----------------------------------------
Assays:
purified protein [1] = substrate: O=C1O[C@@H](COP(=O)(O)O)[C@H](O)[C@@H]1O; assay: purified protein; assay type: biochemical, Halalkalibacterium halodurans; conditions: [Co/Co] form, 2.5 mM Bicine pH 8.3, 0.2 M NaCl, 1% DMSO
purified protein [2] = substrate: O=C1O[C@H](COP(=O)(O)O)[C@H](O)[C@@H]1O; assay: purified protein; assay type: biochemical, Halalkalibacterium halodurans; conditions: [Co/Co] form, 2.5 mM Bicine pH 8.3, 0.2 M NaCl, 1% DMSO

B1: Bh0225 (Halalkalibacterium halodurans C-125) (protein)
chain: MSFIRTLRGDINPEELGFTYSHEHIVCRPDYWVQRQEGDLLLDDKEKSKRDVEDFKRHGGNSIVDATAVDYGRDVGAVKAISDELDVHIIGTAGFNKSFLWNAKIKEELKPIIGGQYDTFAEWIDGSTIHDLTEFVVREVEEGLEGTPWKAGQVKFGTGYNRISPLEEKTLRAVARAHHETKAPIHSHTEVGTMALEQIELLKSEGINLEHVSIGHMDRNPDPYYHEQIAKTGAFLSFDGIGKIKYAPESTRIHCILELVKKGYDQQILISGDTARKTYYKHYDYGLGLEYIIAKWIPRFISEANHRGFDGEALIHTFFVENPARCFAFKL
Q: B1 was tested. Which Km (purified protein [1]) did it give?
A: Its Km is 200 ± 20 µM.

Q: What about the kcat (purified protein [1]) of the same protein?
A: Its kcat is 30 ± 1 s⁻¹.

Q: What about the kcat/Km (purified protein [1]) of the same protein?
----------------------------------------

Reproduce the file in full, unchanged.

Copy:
Assays:
purified protein [1] = substrate: O=C1O[C@@H](COP(=O)(O)O)[C@H](O)[C@@H]1O; assay: purified protein; assay type: biochemical, Halalkalibacterium halodurans; conditions: [Co/Co] form, 2.5 mM Bicine pH 8.3, 0.2 M NaCl, 1% DMSO
purified protein [2] = substrate: O=C1O[C@H](COP(=O)(O)O)[C@H](O)[C@@H]1O; assay: purified protein; assay type: biochemical, Halalkalibacterium halodurans; conditions: [Co/Co] form, 2.5 mM Bicine pH 8.3, 0.2 M NaCl, 1% DMSO

B1: Bh0225 (Halalkalibacterium halodurans C-125) (protein)
chain: MSFIRTLRGDINPEELGFTYSHEHIVCRPDYWVQRQEGDLLLDDKEKSKRDVEDFKRHGGNSIVDATAVDYGRDVGAVKAISDELDVHIIGTAGFNKSFLWNAKIKEELKPIIGGQYDTFAEWIDGSTIHDLTEFVVREVEEGLEGTPWKAGQVKFGTGYNRISPLEEKTLRAVARAHHETKAPIHSHTEVGTMALEQIELLKSEGINLEHVSIGHMDRNPDPYYHEQIAKTGAFLSFDGIGKIKYAPESTRIHCILELVKKGYDQQILISGDTARKTYYKHYDYGLGLEYIIAKWIPRFISEANHRGFDGEALIHTFFVENPARCFAFKL
Q: B1 was tested. Which Km (purified protein [1]) did it give?
A: Its Km is 200 ± 20 µM.

Q: What about the kcat (purified protein [1]) of the same protein?
A: Its kcat is 30 ± 1 s⁻¹.

Q: What about the kcat/Km (purified protein [1]) of the same protein?